Architects Fight Obesity Epidemic Through “Active Design”
The Via Verde mixed-income housing complex in the South Bronx is piloting New York City's Active Design Guidelines. The exterior features stairways leading to landscaped rooftops; the terrace shown under construction in the photo will serve as a community garden.
By Paula Melton
Better design choices in homes, workplaces, and communities can increase access to healthier food and provide built-in opportunities for physical activity, fighting the nation’s childhood obesity epidemic. That’s the premise of the burgeoning “active design” movement focusing on elements like playgrounds, walking trails, gardens, and prominent and attractive stairways.
The Active Design Guidelines developed by New York City collect many of these design strategies—for cities, neighborhoods, and individual buildings—into a free reference guide. Baani Singh, Assoc. AIA, who is healthy LEED and green development coordinator at New York’s Center for Active Design, points to alarming rates of obesity: 40% of children and 60% of adults in New York are overweight or obese. Singh claims that since the City started focusing on healthy food and physical activity, her office has seen a reversal in childhood obesity trends. “All of this awareness is actually helping,” she says.
Active design features include some already-familiar sustainable design strategies, such as facilities for cyclists and access to public transit, as well as several emerging strategies not yet deeply encoded in sustainable design:
• appealing, visible, well-lit stairways and less-prominent elevators and escalators;
• building programs, circulation systems, and interior designs that encourage frequent walking;
• convenient and inviting exercise facilities with views to the outdoors;
• appealing entryways and integration with neighborhood walkways;
• site planning that includes access to fresh food and contributes to pedestrian safety, walkability, and community.
Incorporating such strategies into any LEED project has become an established pathway to an Innovation credit, with five such projects approved for the credit with Singh’s support.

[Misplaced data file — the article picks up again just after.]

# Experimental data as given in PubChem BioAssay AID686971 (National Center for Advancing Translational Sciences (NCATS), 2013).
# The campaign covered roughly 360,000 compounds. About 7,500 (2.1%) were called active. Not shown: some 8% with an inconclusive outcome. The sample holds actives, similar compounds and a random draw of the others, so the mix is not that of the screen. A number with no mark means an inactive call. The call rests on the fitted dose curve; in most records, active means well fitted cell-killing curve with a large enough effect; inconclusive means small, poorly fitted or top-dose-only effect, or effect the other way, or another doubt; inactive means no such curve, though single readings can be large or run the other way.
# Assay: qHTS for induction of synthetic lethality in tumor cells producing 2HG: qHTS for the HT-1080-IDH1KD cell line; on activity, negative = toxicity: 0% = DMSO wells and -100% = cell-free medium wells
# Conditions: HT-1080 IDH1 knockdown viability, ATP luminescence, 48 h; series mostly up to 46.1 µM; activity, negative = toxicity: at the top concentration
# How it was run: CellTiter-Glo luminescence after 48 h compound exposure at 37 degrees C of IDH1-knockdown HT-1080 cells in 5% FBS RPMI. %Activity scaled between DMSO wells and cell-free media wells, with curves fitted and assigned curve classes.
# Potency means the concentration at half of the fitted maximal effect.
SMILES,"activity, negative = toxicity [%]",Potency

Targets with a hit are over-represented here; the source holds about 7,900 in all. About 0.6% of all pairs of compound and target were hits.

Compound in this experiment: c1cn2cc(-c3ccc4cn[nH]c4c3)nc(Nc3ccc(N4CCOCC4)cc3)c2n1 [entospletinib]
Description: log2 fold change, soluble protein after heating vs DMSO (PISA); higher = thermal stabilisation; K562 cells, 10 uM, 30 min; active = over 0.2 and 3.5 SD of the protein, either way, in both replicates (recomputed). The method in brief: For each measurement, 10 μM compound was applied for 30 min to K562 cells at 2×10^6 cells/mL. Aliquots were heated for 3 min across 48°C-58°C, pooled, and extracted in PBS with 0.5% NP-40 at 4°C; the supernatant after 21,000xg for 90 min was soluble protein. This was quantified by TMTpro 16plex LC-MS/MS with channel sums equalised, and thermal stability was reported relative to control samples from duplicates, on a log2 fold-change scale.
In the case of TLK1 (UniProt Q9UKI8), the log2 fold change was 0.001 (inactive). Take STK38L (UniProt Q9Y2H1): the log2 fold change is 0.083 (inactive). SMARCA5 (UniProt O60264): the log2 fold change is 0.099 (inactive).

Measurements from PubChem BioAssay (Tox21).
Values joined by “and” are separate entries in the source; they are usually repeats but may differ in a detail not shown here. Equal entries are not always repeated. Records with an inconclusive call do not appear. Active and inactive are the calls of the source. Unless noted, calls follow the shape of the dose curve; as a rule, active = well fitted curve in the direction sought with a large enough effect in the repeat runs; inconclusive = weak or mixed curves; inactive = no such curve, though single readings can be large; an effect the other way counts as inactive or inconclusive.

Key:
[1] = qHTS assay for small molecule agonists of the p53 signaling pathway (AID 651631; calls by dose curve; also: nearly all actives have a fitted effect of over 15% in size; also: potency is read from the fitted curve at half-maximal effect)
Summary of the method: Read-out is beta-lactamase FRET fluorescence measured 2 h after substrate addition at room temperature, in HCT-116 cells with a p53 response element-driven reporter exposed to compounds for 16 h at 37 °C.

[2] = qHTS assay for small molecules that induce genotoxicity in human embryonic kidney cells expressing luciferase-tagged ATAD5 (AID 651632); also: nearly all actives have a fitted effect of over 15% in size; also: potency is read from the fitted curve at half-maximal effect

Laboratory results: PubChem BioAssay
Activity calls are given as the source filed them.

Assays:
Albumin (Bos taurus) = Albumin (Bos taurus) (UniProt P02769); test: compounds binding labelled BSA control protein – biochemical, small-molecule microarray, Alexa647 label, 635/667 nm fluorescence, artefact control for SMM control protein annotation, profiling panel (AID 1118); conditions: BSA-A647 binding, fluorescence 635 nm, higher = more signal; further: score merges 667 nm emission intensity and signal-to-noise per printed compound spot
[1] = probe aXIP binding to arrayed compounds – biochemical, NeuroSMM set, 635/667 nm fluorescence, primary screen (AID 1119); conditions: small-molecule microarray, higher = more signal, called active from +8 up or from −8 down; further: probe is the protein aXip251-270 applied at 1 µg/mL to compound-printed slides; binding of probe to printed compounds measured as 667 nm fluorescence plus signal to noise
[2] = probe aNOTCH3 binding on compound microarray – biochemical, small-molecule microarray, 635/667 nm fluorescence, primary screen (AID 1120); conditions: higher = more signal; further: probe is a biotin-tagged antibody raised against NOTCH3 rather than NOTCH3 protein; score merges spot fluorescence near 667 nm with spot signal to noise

One of these is Via Verde, a mixed-income housing complex under construction in the South Bronx that will include rooftop community gardens, recreational spaces for children, and an onsite fitness center. The design features daylit interior stairs as well as multiple exterior steps leading from ground-level courtyards to a number of rooftop terraces. The project team, including Dattner Architects and Grimshaw Architects with developers Jonathan Rose Companies and Phipps Houses, hopes to include an onsite farmers’ market.
Robert Garneau, AIA, senior architect at Grimshaw, describes Via Verde as “an architectural solution that creates social interaction and promotes a healthy lifestyle.” Starting at ground level, “you can go on a walk—almost a hike” that ascends seven floors and “culminates in a fitness room with an outdoor exercise area.”
Interior stairs are immediately visible from the front entrance and will feature bold colors, daylighting, artwork, and possibly even music—a far cry from harshly lit, forgotten fire stairs. Signs encouraging people to “burn calories, not electricity” will further motivate occupants.
Only time will tell whether these features will be used as intended, but according to Adam Watson, AIA, associate at Dattner, “There’s been great response in the press but also great response from people who want to live there.” In the South Bronx, safe access to open community spaces, fitness facilities, fresh food, and the other amenities offered by Via Verde are in high demand. The design team faced challenges—particularly around security—that they tried to address by tapping the developers’ property management experience. They were buoyed by the sense that “to do affordable housing the same way it’s always been done can lead to its own social problems.”
Whatever happens, it won’t have stretched the project’s tight budget. Most of the features were part of the design before they considered piloting the Active Design Guidelines or going for the LEED Innovation credit. “We tried to tally how much more we spent to achieve Active Design Guidelines; it was about $1,000,” Watson said.